Though advertisements targeted at the older demographic suggest otherwise, menopausal women do not all dress in shades of lilac and greige and share a relentless enthusiasm for the waterfall cardigan. Our body shape changes during menopause – these days I have a flabby middle and no bum. Now that oestrogen has left the building our metabolic rate slows down – we burn less fat and gain weight around the middle.

To accommodate this, over the last few years I’ve switched from signature grey marl T-shirts to open-necked, oversized shirts (try Arket, COS and MHL) and silk blouses (Winser London, & Other Stories). Looser garments in natural fabrics are the perfect way to keep cool and cover the flab, but I am still wearing my beloved jeans. High-waisted Mom jeans and a not-too-slouchy boyfriend-style are the new favourites, and are particularly useful for tucking everything in. MiH is good for both – try the Mimi and Phoebe styles – and I’m loving Levi’s 501s again. I’ll wear a lightweight blazer over a silk top (Winser London’s v-neck top is a grown-up take on the T-shirt) and sporty trousers or posh joggers. And even though I have to go to the loo more frequently (lower oestrogen levels affect the elasticity of urinary tract walls), I practically live in a jumpsuit; both Hush and Baukjen do lovely, lightweight versions.


Reducing alcohol consumption is recommended during menopause – as if feeling angry all the time and shit about yourself wasn’t bad enough. But by relaxing the blood vessels and bringing more blood to the skin’s surface, wine, in particular, can trigger hot flushes, disturb sleep patterns and cause night sweats. To avoid a hot flush fest, I tend to drink less wine or just drink wine with food and plenty of water. Late-night drinking has been replaced by an early evening gin and tonic or a couple of beers. Better still, meet friends for weekend lunch and have a drink then instead.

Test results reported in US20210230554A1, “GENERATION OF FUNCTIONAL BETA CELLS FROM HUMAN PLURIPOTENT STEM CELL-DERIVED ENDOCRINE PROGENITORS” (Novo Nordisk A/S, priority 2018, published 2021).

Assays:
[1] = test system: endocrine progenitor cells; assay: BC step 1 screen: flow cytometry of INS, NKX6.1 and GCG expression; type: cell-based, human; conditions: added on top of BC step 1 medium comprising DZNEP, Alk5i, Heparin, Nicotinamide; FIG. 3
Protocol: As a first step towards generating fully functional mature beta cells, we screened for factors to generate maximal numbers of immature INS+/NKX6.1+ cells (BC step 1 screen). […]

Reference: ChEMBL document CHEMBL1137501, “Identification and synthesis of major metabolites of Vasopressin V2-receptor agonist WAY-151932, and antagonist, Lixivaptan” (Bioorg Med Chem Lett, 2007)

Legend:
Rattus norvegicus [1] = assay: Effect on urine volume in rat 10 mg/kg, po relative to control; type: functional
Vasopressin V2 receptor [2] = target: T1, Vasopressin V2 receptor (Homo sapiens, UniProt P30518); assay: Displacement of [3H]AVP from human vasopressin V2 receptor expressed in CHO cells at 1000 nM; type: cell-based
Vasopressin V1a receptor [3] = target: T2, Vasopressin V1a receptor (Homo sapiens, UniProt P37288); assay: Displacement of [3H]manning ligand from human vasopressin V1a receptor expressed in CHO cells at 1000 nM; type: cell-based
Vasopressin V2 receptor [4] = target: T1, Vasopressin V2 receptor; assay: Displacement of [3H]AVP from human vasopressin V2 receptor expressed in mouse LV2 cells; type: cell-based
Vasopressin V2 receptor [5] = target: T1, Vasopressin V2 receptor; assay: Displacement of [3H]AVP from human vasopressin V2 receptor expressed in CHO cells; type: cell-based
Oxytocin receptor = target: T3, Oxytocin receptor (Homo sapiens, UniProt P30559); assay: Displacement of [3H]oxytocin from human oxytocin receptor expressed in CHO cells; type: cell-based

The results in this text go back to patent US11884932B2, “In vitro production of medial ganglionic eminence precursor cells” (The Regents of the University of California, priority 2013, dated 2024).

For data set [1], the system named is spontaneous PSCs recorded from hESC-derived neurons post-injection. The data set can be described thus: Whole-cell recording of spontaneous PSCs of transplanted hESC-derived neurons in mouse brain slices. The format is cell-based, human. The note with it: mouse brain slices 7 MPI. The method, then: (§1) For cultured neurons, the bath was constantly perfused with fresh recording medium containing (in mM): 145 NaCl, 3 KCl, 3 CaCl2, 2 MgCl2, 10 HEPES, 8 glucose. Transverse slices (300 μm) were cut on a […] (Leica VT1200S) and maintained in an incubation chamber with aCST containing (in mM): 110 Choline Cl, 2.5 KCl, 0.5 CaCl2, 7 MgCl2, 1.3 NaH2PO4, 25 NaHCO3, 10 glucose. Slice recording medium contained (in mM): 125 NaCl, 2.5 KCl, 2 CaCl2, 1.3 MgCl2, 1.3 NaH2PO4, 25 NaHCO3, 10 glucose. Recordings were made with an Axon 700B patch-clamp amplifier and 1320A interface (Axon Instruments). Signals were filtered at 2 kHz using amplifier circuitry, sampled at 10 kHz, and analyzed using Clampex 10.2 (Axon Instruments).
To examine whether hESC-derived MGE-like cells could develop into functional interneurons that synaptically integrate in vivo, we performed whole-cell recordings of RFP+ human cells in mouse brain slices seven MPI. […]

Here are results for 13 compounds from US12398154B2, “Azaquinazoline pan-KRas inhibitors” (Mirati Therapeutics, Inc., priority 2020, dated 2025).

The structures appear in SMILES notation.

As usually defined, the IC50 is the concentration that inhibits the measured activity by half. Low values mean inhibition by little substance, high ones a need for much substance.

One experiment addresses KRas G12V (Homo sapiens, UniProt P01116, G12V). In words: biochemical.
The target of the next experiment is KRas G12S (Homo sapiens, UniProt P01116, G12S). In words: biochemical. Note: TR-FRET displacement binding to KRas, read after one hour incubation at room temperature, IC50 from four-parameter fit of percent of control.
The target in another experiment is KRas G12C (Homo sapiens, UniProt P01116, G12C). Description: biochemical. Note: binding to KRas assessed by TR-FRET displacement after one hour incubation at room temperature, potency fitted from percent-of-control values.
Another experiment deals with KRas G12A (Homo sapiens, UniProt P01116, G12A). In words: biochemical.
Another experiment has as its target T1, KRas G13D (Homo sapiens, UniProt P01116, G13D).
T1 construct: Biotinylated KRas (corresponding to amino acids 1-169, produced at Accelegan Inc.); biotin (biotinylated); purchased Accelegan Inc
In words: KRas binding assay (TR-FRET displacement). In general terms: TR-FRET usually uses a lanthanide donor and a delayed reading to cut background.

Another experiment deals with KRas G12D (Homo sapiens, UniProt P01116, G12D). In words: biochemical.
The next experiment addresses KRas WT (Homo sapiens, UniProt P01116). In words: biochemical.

Photo via Vulture


One of the first symptoms I noticed – and the worst of all (in my opinion) is vaginal dryness – or atrophy, to give it its proper medical name. Reduction in oestrogen levels affects the walls of the vagina, they become thinner, dryer and less elastic. This can be painful and itchy and lubrication is required during sex. Feeling hot and bothered and wondering if my sex life is over, I arrange yet another 10-minute consultation with the doctor. Cramming in menopausal symptoms like nobody’s business, I manage to mumble my way through the list on my phone, including what I simply refer to as dryness. I come out feeling delighted that I am no longer part of what Frankie (Lily Tomlin) in Netflix’s Grace & Frankie refers to as the “dry, silent majority”.

Kathy Abernethy, a menopause specialist nurse and author of Menopause: The One-Stop Guide, suggests that part of the problem is that women are embarrassed to talk about the issue, so they buy lubricants and products that don’t work and think that they can’t solve the problem. “If you go through menopause at the usual time, it’s not surprising that you need a lubricant. You just have to build this into your routine,” she says. Recommending that we ditch bubble bath and bath oils that can aggravate dryness, she continues, “Sylk and Yes VM natural vaginal moisturisers are both really good, they do the job – but you might need vaginal oestrogen, too. Vaginal dryness is not like hot flushes, it won’t get better on its own.” For more information read this.


But the good news is: no more periods. And my friend got the job, by the way.


This is an edited version of a feature I’ve written for The Pool, read the entire article HERE.



Women’s Health Concern

British Menopause Society

Managing Hot Flushes and Night Sweats

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I never really thought about the menopause until it happened to me, aged 50. The general lack of education, awareness and conversation surrounding menopausal symptoms, and how they affect women, meant…